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Overcoming Poor Judgment

By AICC Staff

December 1, 2020

“Broadcaster Mike Krukow has called so many close San Francisco Giants games in recent years that he has subtitled the team’s play, “Giants baseball—torture.” He meant: We’re winning, but why does it have to hurt? Well, it may be time to subtitle 2020 as well. One consequence of these tumultuous times is a nexus of untrained workers, welcome large backlogs, and shrinking lead times. The potential impacts on quality and on-time delivery are short-term consequences. The willing but incapable workers are worthy of a long-term investment in the development of the critical-thinking skills that will serve your company and their careers. If ever there was a time when life experience equipped most workers with judgment, this is not that time.

Poor judgment is incredibly wasteful. It is time to declare war on waste and to equip everyone in the building to recognize and remove loss of time, money, effort, and creativity. Waste is defined in the eyes of your customer. It includes many good things—and many necessary things—that you need to do. Your customer would not want to do business with you if they knew that you did not allow people to take breaks or lunches, that you didn’t train your people, or that you never took time to maintain your machines. They want you to do all of that, but they don’t want to pay for it.

Your customer sees value as anything that improves the form or function of a product or service; they see everything else as waste. The authors of The Machine That Changed the World defined waste as “anything your customer would not gladly pay for if you were to bill them for it separately.” The point is that we need to do many of these valuable things, but we need to do them in such a way that we minimize their impact on the flow of product and service.


Recognizing and removing waste is a learned skill. In most cases judgment can be learned through guided experience with tools. The TIMWOOD chart on the next page is one such tool for seeing waste that is hidden in plain sight. It is very difficult for most of us to spot waste in the areas where we live and work. When safety, quality, or speed issues point out a need for improvement, this tool may be used as an observation guide.

We are looking for causes of waste, not for someone to blame the waste upon, so it is best treated as a search. In this case, we are not looking for Waldo, but for TIM WOOD, an acronym for seven categories of waste. Once you have gone through the exercise, it will be easy to remember what each of the letters represents. Then you will be able to remind team members in the normal course of their workday to be on the lookout for waste.

When your team is guided through disciplined observation, they find waste related to:

  • Transportation to and from the process.
  • Inventory imbalances in raw materials, WIP, or finished goods.
  • Movement within the process that may be unnecessary.
  • Waiting for materials, tooling, or information.
  • Overproduction by making more than is currently needed right now.
  • Overprocessing by adding excessive steps or materials.
  • Defects and rework.

Prioritization Chart

This is another helpful tool that shows a group what actions should be taken next. By discussing the level of payoff and the level of difficulty, the group decides what items have a high enough priority and become action items. This is a remarkable process to watch. Inevitably, groups begin in an us-them mode. What I mean by this is that we begin with a silly mindset that looks for simple solutions that are made doubly simple by the use of other people’s resources. For example, each time a machine crew is asked what would be needed to go faster, the answer will include “buy us a new machine.” However, when that solution is considered and then placed on the prioritization chart, it is most often the person who suggested it who says it belongs on the top right quadrant (high payoff, hard to do). What happened in the interim is that the person was invited into the decision process and then adopted an owner’s perspective. Once the prioritization is complete, an action item list can be populated.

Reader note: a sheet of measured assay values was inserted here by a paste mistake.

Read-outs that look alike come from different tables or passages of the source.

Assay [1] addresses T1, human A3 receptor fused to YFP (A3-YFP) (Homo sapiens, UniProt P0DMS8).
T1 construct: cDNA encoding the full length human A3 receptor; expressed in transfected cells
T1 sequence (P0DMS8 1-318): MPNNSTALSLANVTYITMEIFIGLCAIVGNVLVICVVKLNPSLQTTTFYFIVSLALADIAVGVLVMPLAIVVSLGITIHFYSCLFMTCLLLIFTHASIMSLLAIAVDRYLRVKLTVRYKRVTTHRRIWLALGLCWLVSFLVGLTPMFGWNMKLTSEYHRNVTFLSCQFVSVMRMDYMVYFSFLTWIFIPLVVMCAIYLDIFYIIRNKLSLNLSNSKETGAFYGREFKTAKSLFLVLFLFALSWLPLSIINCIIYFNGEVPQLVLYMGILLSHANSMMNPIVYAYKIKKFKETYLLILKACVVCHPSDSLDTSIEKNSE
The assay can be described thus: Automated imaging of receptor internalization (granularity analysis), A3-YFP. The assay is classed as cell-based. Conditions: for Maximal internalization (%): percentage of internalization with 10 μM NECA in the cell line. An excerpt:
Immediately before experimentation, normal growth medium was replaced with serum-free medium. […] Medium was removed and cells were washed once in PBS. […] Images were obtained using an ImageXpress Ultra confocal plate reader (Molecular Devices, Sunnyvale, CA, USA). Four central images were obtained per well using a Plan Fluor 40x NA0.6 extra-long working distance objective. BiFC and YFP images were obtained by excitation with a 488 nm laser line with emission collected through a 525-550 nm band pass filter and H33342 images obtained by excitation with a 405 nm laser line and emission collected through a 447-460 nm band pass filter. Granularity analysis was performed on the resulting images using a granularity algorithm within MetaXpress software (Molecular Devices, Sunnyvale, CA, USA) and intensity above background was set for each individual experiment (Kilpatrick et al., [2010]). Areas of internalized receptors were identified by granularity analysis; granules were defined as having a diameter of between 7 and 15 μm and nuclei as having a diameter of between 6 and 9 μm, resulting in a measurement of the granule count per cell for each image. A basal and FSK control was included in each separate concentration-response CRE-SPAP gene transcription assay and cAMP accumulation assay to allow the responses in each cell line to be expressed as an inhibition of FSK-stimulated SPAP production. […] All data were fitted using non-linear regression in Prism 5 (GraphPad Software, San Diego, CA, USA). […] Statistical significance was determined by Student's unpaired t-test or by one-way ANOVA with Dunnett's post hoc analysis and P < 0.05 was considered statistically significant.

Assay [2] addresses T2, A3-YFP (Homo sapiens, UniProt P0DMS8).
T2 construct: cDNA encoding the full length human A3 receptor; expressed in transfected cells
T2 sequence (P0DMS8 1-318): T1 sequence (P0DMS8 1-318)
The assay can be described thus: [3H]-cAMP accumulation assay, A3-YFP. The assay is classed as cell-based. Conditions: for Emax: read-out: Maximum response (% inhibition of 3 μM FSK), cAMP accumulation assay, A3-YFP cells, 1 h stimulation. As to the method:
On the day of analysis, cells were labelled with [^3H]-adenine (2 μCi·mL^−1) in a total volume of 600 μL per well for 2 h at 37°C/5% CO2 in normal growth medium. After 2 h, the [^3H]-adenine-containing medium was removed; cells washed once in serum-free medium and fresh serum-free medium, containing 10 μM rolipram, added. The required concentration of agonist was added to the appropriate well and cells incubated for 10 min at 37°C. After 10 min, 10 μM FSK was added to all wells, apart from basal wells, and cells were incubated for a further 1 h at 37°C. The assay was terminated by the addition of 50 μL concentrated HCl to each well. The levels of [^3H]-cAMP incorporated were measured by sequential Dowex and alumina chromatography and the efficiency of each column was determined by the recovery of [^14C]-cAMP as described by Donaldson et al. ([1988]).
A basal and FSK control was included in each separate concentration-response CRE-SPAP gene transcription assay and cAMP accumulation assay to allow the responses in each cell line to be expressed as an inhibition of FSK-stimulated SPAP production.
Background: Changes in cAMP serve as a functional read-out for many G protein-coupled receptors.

One blessing of troubled times is the creation of so many teachable moments. Repeated use of tools such as those described here provides a model for observation and decision-making that improves the work and the judgment of the worker. Who knows, it may even improve our communities.


Scott Ellis, Ed.D., delivers training, coaching, and resources that develop the ability to eliminate obstacles and sustain more effective and profitable results. He recently published Dammit, Learning Judgment Through Experience. His books are available on Amazon. Scott can be reached at 425-985-8508 or



Sidebar: TIMWOOD Buy-In Builder

Have everyone write their observations on sticky notes. As each person places their ideas on the TIMWOOD board, some will be nervous about standing up there talking about their observation, but they will be proud they did.

Step by step:

  1. Go to the area; being there is different than speaking from memory.
  2. Working alone or in pairs; look for examples of each type of waste.
  3. List the observations, along with the category of waste.
  4. When you return to the war room, put the observations on the TIMWOOD board.
  5. Have each person explain the waste they observed.

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